LA GRANDE — A cherished local military tradition did a temporary about-face on Wednesday, Nov. 11.
The COVID-19 pandemic led to the cancellation of the annual La Grande Veterans Day parade. Nevertheless, the parade’s spirit remained alive thanks to American Legion Auxiliary Unit 43 of La Grande.
The auxiliary, which has 132 members, all women, served spaghetti lunches to veterans and the public at the site of the American Legion Hall, 301 Fir St., for at least the fifth straight year on Wednesday. The auxiliary added to its growing tradition with a twist — serving the meals in takeout boxes in the parking lot of the American Legion Hall, another move to meet requirements to help stop the spread of the virus.
The auxiliary gave out about 80 lunches, which featured a large helping of spaghetti and included garlic bread and cookies.
“Everything was homemade,” said Maggie LaMont, American Legion Auxiliary Unit 43 president.
Kathi Karnowski, membership chair of the unit, said serving the meal was a way of keeping the Veterans Day parade, which had been conducted annually for many decades, on the forefront of people’s minds.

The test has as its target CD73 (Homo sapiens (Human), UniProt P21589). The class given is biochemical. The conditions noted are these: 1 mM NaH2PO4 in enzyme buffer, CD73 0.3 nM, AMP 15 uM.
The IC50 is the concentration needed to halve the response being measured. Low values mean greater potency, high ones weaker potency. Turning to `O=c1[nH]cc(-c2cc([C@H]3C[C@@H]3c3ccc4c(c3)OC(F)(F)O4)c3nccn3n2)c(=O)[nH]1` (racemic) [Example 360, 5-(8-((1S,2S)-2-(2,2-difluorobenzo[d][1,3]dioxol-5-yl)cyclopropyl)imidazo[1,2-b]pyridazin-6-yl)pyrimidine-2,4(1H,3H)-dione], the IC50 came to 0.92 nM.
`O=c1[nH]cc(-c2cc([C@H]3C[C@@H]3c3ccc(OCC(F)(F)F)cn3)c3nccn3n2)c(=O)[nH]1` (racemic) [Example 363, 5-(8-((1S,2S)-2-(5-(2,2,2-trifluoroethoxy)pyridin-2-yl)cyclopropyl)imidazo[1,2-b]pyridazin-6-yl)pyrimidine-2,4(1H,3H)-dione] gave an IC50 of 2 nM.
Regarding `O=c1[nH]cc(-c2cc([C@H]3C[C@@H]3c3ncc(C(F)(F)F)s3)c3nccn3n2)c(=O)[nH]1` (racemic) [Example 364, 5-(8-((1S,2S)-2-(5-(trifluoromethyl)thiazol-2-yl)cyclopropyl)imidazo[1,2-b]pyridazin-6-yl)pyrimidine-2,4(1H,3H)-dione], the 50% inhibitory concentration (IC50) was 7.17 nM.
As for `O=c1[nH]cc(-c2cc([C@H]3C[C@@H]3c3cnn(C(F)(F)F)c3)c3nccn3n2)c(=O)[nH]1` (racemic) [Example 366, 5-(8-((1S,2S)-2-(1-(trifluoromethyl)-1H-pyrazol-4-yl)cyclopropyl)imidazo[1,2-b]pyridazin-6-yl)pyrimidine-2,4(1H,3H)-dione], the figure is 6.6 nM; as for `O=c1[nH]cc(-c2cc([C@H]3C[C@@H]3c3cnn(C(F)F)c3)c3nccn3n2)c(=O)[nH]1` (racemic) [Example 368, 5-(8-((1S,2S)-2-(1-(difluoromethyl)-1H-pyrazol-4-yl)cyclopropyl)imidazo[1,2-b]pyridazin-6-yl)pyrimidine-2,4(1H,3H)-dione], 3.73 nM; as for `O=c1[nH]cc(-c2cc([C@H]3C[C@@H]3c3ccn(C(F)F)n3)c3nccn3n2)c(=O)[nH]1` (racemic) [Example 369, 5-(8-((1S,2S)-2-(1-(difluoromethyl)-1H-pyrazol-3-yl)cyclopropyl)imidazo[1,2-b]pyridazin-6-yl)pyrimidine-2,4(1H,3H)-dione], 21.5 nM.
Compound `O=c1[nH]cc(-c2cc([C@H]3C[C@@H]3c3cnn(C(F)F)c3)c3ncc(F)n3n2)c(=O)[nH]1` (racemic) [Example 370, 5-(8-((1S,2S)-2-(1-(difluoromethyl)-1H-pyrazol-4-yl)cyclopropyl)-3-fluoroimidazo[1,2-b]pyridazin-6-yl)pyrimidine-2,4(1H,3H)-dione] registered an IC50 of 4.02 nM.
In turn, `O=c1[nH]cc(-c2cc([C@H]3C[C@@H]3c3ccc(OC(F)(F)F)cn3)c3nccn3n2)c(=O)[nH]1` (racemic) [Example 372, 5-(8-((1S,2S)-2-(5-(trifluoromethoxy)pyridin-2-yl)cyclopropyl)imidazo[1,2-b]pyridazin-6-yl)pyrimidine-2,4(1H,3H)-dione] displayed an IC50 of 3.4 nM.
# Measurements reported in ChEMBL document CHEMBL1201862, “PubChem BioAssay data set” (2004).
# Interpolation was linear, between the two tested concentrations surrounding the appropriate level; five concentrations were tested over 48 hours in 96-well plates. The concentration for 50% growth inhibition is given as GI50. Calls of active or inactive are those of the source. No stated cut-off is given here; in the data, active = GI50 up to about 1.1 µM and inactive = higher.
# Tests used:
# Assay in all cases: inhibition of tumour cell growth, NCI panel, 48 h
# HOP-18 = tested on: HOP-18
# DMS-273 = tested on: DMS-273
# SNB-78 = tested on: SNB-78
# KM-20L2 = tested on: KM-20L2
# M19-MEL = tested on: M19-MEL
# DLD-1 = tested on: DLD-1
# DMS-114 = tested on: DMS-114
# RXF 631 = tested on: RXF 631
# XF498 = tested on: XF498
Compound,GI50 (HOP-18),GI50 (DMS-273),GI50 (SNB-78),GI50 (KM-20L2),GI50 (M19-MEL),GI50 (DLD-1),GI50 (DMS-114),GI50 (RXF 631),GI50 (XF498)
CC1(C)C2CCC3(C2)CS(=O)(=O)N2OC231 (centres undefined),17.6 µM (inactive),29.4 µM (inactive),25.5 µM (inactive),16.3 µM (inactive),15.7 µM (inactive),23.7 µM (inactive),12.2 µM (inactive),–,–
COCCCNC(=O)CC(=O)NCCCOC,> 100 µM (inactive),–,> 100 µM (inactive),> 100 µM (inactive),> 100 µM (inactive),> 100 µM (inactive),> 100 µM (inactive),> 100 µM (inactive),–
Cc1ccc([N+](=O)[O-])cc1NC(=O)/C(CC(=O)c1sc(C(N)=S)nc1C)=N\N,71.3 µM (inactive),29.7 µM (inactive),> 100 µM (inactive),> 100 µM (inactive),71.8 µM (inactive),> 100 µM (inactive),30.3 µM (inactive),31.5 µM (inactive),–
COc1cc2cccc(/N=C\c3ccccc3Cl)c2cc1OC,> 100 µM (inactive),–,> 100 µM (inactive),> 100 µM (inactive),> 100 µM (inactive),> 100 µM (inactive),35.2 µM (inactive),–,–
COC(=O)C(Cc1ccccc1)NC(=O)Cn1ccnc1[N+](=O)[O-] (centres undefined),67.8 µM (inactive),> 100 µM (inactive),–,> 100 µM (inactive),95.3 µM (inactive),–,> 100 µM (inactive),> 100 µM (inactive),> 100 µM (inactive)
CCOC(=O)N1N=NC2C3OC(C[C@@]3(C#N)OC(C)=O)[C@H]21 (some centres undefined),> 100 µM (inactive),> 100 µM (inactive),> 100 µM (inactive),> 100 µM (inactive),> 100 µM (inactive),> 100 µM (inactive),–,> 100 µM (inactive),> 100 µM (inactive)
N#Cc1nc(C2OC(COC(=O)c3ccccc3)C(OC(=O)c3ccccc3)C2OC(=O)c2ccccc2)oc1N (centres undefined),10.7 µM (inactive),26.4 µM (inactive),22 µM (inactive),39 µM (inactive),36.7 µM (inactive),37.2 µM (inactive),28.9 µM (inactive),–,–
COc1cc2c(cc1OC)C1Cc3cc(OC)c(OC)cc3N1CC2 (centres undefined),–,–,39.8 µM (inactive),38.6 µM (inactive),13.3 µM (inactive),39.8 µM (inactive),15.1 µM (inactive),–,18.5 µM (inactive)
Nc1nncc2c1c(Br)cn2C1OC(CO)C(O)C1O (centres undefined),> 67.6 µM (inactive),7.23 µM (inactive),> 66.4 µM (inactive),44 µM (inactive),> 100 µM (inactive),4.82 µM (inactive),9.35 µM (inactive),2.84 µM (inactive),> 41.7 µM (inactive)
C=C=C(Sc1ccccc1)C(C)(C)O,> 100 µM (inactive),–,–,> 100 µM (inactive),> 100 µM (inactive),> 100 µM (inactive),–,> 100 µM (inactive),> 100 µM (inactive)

“We were trying to keep it alive for next year,” she said.
The meals were again free to all veterans and members of the auxiliary. For everyone else the cost was $5 per meal.
The auxiliary began serving the post-parade lunches about five years ago. Prior to that, the meals were cooked and prepared under the direction of American Legion Post 43 with help from its auxiliary.
“We took over for them because we wanted them to enjoy Veterans Day instead of having to work,” Karnowski said.
She said the members of the La Grande auxiliary have developed a remarkable camaraderie through projects such as the spaghetti feed.
“We have become like sisters,” she said.
Karnowski said she would not have known three-fourths of them if she was not in the auxiliary.
“Our paths would not have crossed,” she said.
The path Unit 43 has cut in Union County runs deep, for it was granted its charter in 1923.
Karnowski said being able to provide grab-and-go meals to veterans was fulfilling Wednesday, but she liked it better when the lunches were served and shared in the Legion Hall. The auxiliary member explained she enjoyed getting more of an opportunity to talk to the veterans there.
She added that dining at the Legion Hall gives veterans — especially those who have no family members here — a time and place to tell stories and share their histories with others.
Still, she said Wednesday’s event was one to cherish.
“Everybody did a good job,” she said, “and it was such a fun event.”